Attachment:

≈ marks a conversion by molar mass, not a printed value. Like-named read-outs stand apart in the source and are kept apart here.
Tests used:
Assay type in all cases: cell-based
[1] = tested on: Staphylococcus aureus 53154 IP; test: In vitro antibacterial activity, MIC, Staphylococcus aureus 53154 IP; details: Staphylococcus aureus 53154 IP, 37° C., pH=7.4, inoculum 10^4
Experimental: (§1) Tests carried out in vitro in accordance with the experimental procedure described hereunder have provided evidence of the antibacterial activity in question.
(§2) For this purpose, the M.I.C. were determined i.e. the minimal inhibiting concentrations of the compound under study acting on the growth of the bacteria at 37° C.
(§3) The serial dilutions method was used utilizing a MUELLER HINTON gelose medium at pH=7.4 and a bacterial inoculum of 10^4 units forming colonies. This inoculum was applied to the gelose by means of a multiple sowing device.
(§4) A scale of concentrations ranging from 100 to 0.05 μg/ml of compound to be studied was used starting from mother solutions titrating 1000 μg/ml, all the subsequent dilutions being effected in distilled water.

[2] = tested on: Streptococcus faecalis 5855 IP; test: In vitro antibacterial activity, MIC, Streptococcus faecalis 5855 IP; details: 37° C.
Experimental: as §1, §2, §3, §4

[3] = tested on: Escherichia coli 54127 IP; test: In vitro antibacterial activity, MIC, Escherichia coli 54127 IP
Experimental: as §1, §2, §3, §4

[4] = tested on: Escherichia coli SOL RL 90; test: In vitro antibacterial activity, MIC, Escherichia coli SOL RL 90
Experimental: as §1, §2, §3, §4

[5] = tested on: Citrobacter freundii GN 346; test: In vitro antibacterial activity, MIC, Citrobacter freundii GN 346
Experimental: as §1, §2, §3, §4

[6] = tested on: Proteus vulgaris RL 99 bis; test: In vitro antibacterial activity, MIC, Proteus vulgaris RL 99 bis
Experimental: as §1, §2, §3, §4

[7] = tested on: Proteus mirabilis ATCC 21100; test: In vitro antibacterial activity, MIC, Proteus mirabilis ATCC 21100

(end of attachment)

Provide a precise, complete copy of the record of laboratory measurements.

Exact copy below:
≈ marks a conversion by molar mass, not a printed value. Like-named read-outs stand apart in the source and are kept apart here.
Tests used:
Assay type in all cases: cell-based
[1] = tested on: Staphylococcus aureus 53154 IP; test: In vitro antibacterial activity, MIC, Staphylococcus aureus 53154 IP; details: Staphylococcus aureus 53154 IP, 37° C., pH=7.4, inoculum 10^4
Experimental: (§1) Tests carried out in vitro in accordance with the experimental procedure described hereunder have provided evidence of the antibacterial activity in question.
(§2) For this purpose, the M.I.C. were determined i.e. the minimal inhibiting concentrations of the compound under study acting on the growth of the bacteria at 37° C.
(§3) The serial dilutions method was used utilizing a MUELLER HINTON gelose medium at pH=7.4 and a bacterial inoculum of 10^4 units forming colonies. This inoculum was applied to the gelose by means of a multiple sowing device.
(§4) A scale of concentrations ranging from 100 to 0.05 μg/ml of compound to be studied was used starting from mother solutions titrating 1000 μg/ml, all the subsequent dilutions being effected in distilled water.

[2] = tested on: Streptococcus faecalis 5855 IP; test: In vitro antibacterial activity, MIC, Streptococcus faecalis 5855 IP; details: 37° C.
Experimental: as §1, §2, §3, §4

[3] = tested on: Escherichia coli 54127 IP; test: In vitro antibacterial activity, MIC, Escherichia coli 54127 IP
Experimental: as §1, §2, §3, §4

[4] = tested on: Escherichia coli SOL RL 90; test: In vitro antibacterial activity, MIC, Escherichia coli SOL RL 90
Experimental: as §1, §2, §3, §4

[5] = tested on: Citrobacter freundii GN 346; test: In vitro antibacterial activity, MIC, Citrobacter freundii GN 346
Experimental: as §1, §2, §3, §4

[6] = tested on: Proteus vulgaris RL 99 bis; test: In vitro antibacterial activity, MIC, Proteus vulgaris RL 99 bis
Experimental: as §1, §2, §3, §4

[7] = tested on: Proteus mirabilis ATCC 21100; test: In vitro antibacterial activity, MIC, Proteus mirabilis ATCC 21100